La MaMa Coffeehouse Chronicle in Memoriam – Sam Shepard

By Robert Heide

IT’S NO NEWS TO THE MOVIE-GOING WORLD THAT SAM BECAME A BONAFIDE HOLLYWOOD MOVIE STAR: Sam Shepard (left) with Robert Heide (in the fedora) are pictured on the rooftop of the Caffe Cino on Cornelia Street in 1966. Photo by Dan McCoy.

The memorial for Sam Shepard, who was called ‘the greatest American playwright of his generation’ by New York Magazine, was held at the La MaMa Experimental Theatre Club on Saturday, October 7th in the Ellen Stewart Theatre on East 4th Street.

This Coffeehouse Chronicles series (#143) was an amazing and heartfelt homage and celebration put together by the director/curator Michal Gamily, with the playwright Jean Claude van Itallie acting as the moderator. Panelist speakers included the actress/producer Angelina Fiordellisi, co-founder of the Cherry Lane Theatre; actor/director/teacher Joyce Aaron Funk; Charles Mingus III; Mia Yoo, La MaMa’s Artistic Director since 2009; and Sam Shepard’s sister Sandy Rogers. Sandy is an established country blues singer who wrote the soundtrack for her brother’s movie based on his 1982 play Fool for Love in which Ed Harris performed.

It is no news to the world that goes to the movies that Sam, who won the Pulitzer Prize for playwriting in 1979 for the remarkable Buried Child, which first premiered at the Theater for the New City and eventually landed on Broadway in 1996, became a bonafide Hollywood movie star. Sam’s rugged good looks and shy, understated manner found many comparing him to that other super-duper movie actor, Gary Cooper. And guess what? Sam once told me that Cooper was a hero for him when he was a kid, particularly in the Wild West movie High Noon. “I saw that one many times,” he remarked. He was also a fan of Roy Rogers and James Dean, both of whom he discussed in his play Heartless, which was presented at the Signature Theatre in 2012. Heartless starred the great Lois Smith who played a bar maid opposite Dean in East of Eden. In Sam’s play, she is an old woman who falls from a tree while watching this film (Eden) at an outdoor screening. After breaking her back, she winds up a cripple in a wheelchair. Some of movie star Sam’s favorite Shepard films were Days of Heaven; Francis (starring Jessica Lange); The Right Stuff, which portrayed an astronaut (the film for which he was nominated for an Academy Award); and Resurrection, which also starred Ellen Burstyn, Eva Le Gallienne, and Penny Allen.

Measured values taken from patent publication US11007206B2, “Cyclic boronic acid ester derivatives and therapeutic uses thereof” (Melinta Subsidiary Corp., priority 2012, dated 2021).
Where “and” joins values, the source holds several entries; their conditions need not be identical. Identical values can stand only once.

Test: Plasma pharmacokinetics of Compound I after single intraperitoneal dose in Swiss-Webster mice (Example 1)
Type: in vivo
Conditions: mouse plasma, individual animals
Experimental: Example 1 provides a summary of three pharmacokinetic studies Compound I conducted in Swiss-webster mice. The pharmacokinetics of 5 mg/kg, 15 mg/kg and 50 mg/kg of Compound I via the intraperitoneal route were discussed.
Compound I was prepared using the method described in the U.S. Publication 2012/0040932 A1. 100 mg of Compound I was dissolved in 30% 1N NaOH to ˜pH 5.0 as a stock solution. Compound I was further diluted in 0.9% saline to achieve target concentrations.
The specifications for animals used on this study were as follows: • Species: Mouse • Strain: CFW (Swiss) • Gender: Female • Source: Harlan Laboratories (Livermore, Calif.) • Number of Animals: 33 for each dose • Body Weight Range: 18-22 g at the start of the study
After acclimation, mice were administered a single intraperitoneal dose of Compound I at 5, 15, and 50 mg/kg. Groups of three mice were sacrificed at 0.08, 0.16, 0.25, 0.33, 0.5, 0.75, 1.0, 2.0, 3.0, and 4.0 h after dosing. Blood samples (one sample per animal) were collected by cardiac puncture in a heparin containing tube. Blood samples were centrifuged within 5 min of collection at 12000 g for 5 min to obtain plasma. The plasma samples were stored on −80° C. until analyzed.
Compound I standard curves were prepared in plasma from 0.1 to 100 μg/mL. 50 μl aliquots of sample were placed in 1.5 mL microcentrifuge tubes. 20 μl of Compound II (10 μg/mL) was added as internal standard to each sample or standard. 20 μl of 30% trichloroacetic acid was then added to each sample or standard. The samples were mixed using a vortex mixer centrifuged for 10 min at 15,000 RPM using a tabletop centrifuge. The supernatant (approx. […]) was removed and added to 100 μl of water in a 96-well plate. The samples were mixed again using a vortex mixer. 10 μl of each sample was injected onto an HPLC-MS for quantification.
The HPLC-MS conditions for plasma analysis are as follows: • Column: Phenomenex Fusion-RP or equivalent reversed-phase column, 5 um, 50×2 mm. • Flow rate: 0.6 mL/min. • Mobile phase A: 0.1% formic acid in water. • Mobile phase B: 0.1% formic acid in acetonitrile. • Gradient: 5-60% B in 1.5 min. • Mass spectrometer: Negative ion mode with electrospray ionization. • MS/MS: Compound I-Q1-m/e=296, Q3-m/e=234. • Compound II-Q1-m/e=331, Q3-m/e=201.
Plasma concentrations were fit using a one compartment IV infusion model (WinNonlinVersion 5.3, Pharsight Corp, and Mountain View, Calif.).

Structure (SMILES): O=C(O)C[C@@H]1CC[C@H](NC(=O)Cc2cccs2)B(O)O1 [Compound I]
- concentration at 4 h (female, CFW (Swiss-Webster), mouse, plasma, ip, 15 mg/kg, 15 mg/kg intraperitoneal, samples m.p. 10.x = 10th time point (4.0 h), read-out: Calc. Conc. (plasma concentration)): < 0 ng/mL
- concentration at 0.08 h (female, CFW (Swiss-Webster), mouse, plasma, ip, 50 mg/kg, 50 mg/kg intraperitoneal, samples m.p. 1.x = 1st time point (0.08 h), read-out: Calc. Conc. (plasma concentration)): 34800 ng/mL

Sam (whose birth name was Samuel Shepard Rogers III) wrote 44 plays and won many honors, which included a record 11 Obie Awards. Some of my own favorites were True West (1982), starring Gary Sinise and John Malkovich; A Life of the Mind, starring Geraldine Page; and Heartless. The night I went to see Heartless, Sam was there. Afterwards, we had drinks at the bar and reminisced about the good old days at the Caffe Cino, La MaMa, and the other Off-Off venues like Theatre Genesis on St. Marks Place and Judson Memorial Church on Washington Square South. “Those were really the best days,” Sam said, and I agreed. He introduced me to his Heartless director Daniel Aukin to whom he said, “Robert is one of the important downtown writers.” I wondered what he meant but it felt good to hear him say it.

At the La MaMa memorial, the beautiful and wonderful actress Jessica Lange showed up with her children. Sam and Jessica lived as partners from 1982 to 2009, many of those years in a leased brownstone on West 11th Street (between Waverly Place and West 4th Street) and later at 1 5th Avenue. Previously, Sam was married to the actress O-Lan Jones. O-Lan could not make the memorial but their son Jesse did.

The Obie Award-winning actress Mari-Claire Charba (she won for Birdbath by Leonard Melfi) was in attendance and we chatted about one of Sam’s hit plays Chicago in which she starred with the late, great Kevin O’Connor. “It was a big success at La MaMa in 1966 but before that I did it all over Europe, in Paris, Denmark, and in Scandinavia as well.” Sam’s Melodrama Play written in 1967 was done on a double bill with my own play Moon (with a cast that had just performed Moon at the Washington National Cathedral).

I can only say that Sam Shepard was and still is an inspiration to me. I think this is also true for the other writers of that time who came out of the experimental Off-Off Broadway scene, including: Jean Claude van Itallie, Paul Foster, Lanford Wilson, John Guare, Leonard Melfi, Robert Patrick, and Michael Smith.

Sam Shepard suffered for a long time with Amyotrophic Lateral Sclerosis (Lou Gehrig’s Disease.) Online at The New Yorker Culture Desk, you can read Patti Smith’s My Buddy—an account of her time with Sam in Kentucky at his farm where she helped him through the ordeal. Miraculously, he completed, with Patti at his side, his last work—a novel published by Knopf in 2017 called The One Inside. Michael Riedel, writing about Sam in his column in the New York Post after he died at age 73, quoted this writer about the early creative days at the Caffe Cino and La MaMa, hanging out in Village coffee shops, discussing everything from Samuel Beckett (Shepard’s favorite) to Jean-Paul Sartre’s Being and Nothingness and poets like Gertrude Stein. Read the whole article at:

Breaking News: It was just announced that, in the last few months of his life, Sam Shepard, with assistance from his sisters, daughter, and friend Patti Smith, completed a novel entitled Spy of the First Person. It will be published by Knopf in December 2017.

The book Robert Heide 25 Plays is now available on

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